accustomed to humans. They are wild, no doubt, and dangerous. One gorilla could
easily kill you. The silverback weighs about 400 pounds. But they have been
trained to be in the presence of humans and tolerate them. To visit them you
must be quiet, move slowly, don’t go near them (though they might come near
you), do not set off any flash photography (it frightens them, reminding them
of lightning). And you can’t trek to see them even if you have a bad cold.
Because gorillas share 98.8% of our DNA, they are susceptible to catching our
germs. This made me wonder about hemophilia; can they develop it? No one seems
to know.
The gorillas had
feasted on the forest and were sleepy. Only the infants tried to break away and
were very curious about us. Each time they tried to climb down off their sleepy
mothers, the mothers gently took their arm and placed them back in their hold.
The mothers were incredibly tender towards the infants.
A crackling noise
revealed Ali made it after all! I quietly congratulated her and she immediately
credited Gad for getting her there. “I have been a guide for 19 years,”
reminded Gad. “I know people want to come see the gorillas. So I know how to
make them come up the hill.”
Eventually, thunder
burst overhead, warning us that a downpour was imminent. Gad politely suggested
it was time to move. We all donned rain gear, which would prove useless within
minutes. We bade the gorillas silently good-bye and began a slow march down the
mountain. It took us only 90 minutes, half the time, but was every bit as
treacherous. The rain burst like water sliced open from a huge camelback
bladder in the sky. It hammered us relentlessly. My hood—I had forgotten to
flip it up after I put on my trekking hat. When I did, of course it was filled
with cool rainwater, which slid down my back uncomfortably. Within 15 minutes
we were soaked to the skin, and soon no one cared anymore that we were wet. We
had to focus on our feet again. Gravity pulled us, but the roots and vines
weren’t done yet. Somehow I sped ahead of the group, keeping up at all times
with the trackers. Through the rain, I watched as the lead tracker followed a series
of yellow slashes on the trees, and neatly halved saplings; these were his
markings for finding our way out. Otherwise, how would he know? They don’t use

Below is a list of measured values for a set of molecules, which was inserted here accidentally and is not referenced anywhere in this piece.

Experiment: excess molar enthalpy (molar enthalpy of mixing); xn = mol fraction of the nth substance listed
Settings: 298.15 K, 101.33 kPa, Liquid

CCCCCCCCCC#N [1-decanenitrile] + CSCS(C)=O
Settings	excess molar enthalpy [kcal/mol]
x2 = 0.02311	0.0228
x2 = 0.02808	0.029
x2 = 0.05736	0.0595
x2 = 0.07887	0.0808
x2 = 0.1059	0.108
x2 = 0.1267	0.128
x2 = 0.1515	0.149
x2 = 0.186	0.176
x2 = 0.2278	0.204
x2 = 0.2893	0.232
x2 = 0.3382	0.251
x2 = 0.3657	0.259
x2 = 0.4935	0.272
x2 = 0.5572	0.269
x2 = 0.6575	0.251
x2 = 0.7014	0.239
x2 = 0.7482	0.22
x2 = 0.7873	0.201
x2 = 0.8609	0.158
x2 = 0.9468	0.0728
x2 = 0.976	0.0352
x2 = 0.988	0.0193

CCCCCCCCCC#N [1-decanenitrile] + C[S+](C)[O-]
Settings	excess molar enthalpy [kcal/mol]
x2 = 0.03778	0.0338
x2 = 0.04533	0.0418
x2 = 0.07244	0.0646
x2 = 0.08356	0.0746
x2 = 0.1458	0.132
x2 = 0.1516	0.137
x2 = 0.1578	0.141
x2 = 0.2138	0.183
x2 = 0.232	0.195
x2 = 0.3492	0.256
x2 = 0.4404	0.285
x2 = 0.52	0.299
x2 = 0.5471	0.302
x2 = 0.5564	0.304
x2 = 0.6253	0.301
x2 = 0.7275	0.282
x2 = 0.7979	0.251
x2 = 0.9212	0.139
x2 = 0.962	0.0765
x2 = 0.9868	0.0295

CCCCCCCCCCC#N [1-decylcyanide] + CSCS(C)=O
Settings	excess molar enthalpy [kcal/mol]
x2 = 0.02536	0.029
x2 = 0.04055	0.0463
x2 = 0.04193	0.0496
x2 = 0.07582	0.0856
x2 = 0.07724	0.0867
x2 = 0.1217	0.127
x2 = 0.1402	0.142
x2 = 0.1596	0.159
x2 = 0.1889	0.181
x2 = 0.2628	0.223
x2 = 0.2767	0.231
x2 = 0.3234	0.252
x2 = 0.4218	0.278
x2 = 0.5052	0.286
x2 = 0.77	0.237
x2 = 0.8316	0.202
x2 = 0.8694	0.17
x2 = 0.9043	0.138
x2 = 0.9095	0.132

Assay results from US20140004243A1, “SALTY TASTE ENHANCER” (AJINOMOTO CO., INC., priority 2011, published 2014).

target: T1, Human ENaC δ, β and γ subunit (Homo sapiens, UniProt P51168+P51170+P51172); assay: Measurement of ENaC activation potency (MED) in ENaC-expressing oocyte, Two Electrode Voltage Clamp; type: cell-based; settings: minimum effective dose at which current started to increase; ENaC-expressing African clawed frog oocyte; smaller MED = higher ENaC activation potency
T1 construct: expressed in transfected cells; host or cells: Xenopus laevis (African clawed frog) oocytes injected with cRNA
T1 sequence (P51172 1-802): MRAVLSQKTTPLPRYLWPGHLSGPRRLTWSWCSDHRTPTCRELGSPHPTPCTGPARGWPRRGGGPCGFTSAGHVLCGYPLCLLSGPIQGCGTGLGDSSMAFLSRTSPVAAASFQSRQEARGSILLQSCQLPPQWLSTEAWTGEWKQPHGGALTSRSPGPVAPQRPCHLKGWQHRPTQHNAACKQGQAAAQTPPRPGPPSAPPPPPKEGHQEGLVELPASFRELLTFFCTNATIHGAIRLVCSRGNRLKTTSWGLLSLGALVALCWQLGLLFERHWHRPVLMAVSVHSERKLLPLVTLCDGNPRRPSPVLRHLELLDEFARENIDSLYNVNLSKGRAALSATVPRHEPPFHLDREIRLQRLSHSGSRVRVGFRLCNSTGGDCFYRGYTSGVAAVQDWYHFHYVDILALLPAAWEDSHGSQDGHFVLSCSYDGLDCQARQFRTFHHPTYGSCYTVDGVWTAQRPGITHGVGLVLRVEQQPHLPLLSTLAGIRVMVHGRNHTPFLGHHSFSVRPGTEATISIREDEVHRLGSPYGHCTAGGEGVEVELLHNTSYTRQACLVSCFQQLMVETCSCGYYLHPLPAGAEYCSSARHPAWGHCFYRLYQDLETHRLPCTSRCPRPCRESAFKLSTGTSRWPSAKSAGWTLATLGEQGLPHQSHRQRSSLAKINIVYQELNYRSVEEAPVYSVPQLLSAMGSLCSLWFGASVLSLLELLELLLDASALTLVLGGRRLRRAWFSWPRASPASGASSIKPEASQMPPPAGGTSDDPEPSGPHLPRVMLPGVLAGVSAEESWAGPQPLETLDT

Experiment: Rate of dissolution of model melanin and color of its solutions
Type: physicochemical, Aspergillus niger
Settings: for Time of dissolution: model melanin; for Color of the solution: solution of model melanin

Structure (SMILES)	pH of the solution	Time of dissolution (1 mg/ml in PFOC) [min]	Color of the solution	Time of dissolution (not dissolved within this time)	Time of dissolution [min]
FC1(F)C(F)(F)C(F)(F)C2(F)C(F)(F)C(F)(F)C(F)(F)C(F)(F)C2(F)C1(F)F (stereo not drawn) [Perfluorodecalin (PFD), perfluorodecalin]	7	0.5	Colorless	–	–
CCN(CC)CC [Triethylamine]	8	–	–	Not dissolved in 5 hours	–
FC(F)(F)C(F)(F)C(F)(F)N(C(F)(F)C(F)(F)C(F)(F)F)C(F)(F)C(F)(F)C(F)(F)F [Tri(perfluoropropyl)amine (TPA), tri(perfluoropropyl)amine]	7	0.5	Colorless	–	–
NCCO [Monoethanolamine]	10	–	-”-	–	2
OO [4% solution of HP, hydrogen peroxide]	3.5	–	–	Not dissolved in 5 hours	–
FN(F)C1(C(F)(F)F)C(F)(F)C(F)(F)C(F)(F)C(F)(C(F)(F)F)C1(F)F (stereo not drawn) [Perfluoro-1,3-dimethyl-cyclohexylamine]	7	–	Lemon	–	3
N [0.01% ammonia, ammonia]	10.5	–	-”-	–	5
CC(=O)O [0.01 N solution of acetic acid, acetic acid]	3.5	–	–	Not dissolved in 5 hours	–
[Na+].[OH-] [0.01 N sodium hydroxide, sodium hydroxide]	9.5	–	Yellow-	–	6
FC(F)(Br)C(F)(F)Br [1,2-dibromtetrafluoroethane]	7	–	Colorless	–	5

GPS or even compasses.
At one time he held
onto a sapling as he walked, pulling it toward him then releasing it suddenly.
It snapped back and whipped my left thumb painfully. Another time, I slipped in
the mud—no surprise as now a stream of mud, clogged with decomposing leaves,
became our trail, and the sudden thought that these beheaded saplings could
easily impale someone. I vowed not to fall again.
There was time to
enjoy the beauty of the rainforest. Everywhere you look, there was green: jade,
emerald, forest… all shades and types. Ants crawled on the ground, birds
occasionally chirped, but mostly the forest was deathly quiet, except for the
rush of rain. The stinging nettles still caught on my pants relentlessly, and you released them like a cat’s claws, pulling them back first
and then letting go. All of our clothing had minute holes in them from the nettles,
and the next day, I would awake with dozens of small bumps on my legs, itching
furiously where the nettles stung.
I descended rapidly,
well ahead of the group. We eventually came to the waterfall, about 40 minutes
from the Uganda Wildlife Authority building. The rain tapered off and we took
photos in front of the falls. The falls pounded the rocks like white foamed
fists. Nicholas had dashed ahead of us, and had stripped off his shirt to clean
the mud off him in the pool. He looked so happy, and there was a certain
simplicity about everything. Wet, muddy, sweaty, we were happy. Gad wanted to
know what we wanted to do: eat lunch in our raincoats, in the rain, next to the
waterfall, or continue? I wanted to continue on, not interested in eating.
Everyone stood about, not able to make a decision. I simply said, all in favor
of eating lunch here? The South African couple raised their hands hopefully.
All in favor of moving on? Everyone else raised their hands. “Sorry!” I offered
not apologetically. On we trekked!
The rest of the
excursion was easier, even in the now light rain. The trail evened out but
remained muddy, rocky, slippery, serpentine. It eventually spit us out on the
main road again, that led to the UWA. Gad exclaimed, “You’re fast! Do you want
to be a tracker?” Of course, I replied!
When we got back to
the main building, I thanked Stifa, gave her most of my lunch, a big tip and
pay, and then walked back to the Sanctuary, soaked, muddy and sweaty… and
thrilled.
See photos of the
gorillas here.